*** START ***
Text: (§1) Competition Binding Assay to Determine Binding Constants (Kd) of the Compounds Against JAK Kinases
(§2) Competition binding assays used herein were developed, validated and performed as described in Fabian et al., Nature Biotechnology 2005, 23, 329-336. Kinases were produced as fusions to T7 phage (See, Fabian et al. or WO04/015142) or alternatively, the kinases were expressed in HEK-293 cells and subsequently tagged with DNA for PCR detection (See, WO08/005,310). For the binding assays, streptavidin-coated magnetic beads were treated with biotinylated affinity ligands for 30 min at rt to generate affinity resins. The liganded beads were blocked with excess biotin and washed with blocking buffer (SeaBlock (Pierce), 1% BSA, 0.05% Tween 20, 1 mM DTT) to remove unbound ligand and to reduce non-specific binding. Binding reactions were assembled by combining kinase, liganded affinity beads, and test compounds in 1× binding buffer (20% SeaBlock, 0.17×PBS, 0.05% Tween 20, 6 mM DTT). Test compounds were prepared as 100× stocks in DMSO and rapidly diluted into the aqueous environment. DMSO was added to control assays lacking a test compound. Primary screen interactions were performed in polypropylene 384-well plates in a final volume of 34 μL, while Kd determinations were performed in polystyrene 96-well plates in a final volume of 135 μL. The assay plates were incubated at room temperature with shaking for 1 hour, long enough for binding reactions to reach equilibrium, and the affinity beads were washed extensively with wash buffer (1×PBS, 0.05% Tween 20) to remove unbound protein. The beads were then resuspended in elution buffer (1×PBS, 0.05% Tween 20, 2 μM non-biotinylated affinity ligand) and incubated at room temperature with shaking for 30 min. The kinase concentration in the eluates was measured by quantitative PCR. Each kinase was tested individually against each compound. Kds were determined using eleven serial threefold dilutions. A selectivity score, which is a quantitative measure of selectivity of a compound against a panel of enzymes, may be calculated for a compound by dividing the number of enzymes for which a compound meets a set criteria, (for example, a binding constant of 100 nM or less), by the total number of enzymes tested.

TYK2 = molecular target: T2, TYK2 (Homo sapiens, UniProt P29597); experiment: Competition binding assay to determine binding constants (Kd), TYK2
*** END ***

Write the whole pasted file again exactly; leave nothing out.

Text: (§1) Competition Binding Assay to Determine Binding Constants (Kd) of the Compounds Against JAK Kinases
(§2) Competition binding assays used herein were developed, validated and performed as described in Fabian et al., Nature Biotechnology 2005, 23, 329-336. Kinases were produced as fusions to T7 phage (See, Fabian et al. or WO04/015142) or alternatively, the kinases were expressed in HEK-293 cells and subsequently tagged with DNA for PCR detection (See, WO08/005,310). For the binding assays, streptavidin-coated magnetic beads were treated with biotinylated affinity ligands for 30 min at rt to generate affinity resins. The liganded beads were blocked with excess biotin and washed with blocking buffer (SeaBlock (Pierce), 1% BSA, 0.05% Tween 20, 1 mM DTT) to remove unbound ligand and to reduce non-specific binding. Binding reactions were assembled by combining kinase, liganded affinity beads, and test compounds in 1× binding buffer (20% SeaBlock, 0.17×PBS, 0.05% Tween 20, 6 mM DTT). Test compounds were prepared as 100× stocks in DMSO and rapidly diluted into the aqueous environment. DMSO was added to control assays lacking a test compound. Primary screen interactions were performed in polypropylene 384-well plates in a final volume of 34 μL, while Kd determinations were performed in polystyrene 96-well plates in a final volume of 135 μL. The assay plates were incubated at room temperature with shaking for 1 hour, long enough for binding reactions to reach equilibrium, and the affinity beads were washed extensively with wash buffer (1×PBS, 0.05% Tween 20) to remove unbound protein. The beads were then resuspended in elution buffer (1×PBS, 0.05% Tween 20, 2 μM non-biotinylated affinity ligand) and incubated at room temperature with shaking for 30 min. The kinase concentration in the eluates was measured by quantitative PCR. Each kinase was tested individually against each compound. Kds were determined using eleven serial threefold dilutions. A selectivity score, which is a quantitative measure of selectivity of a compound against a panel of enzymes, may be calculated for a compound by dividing the number of enzymes for which a compound meets a set criteria, (for example, a binding constant of 100 nM or less), by the total number of enzymes tested.

TYK2 = molecular target: T2, TYK2 (Homo sapiens, UniProt P29597); experiment: Competition binding assay to determine binding constants (Kd), TYK2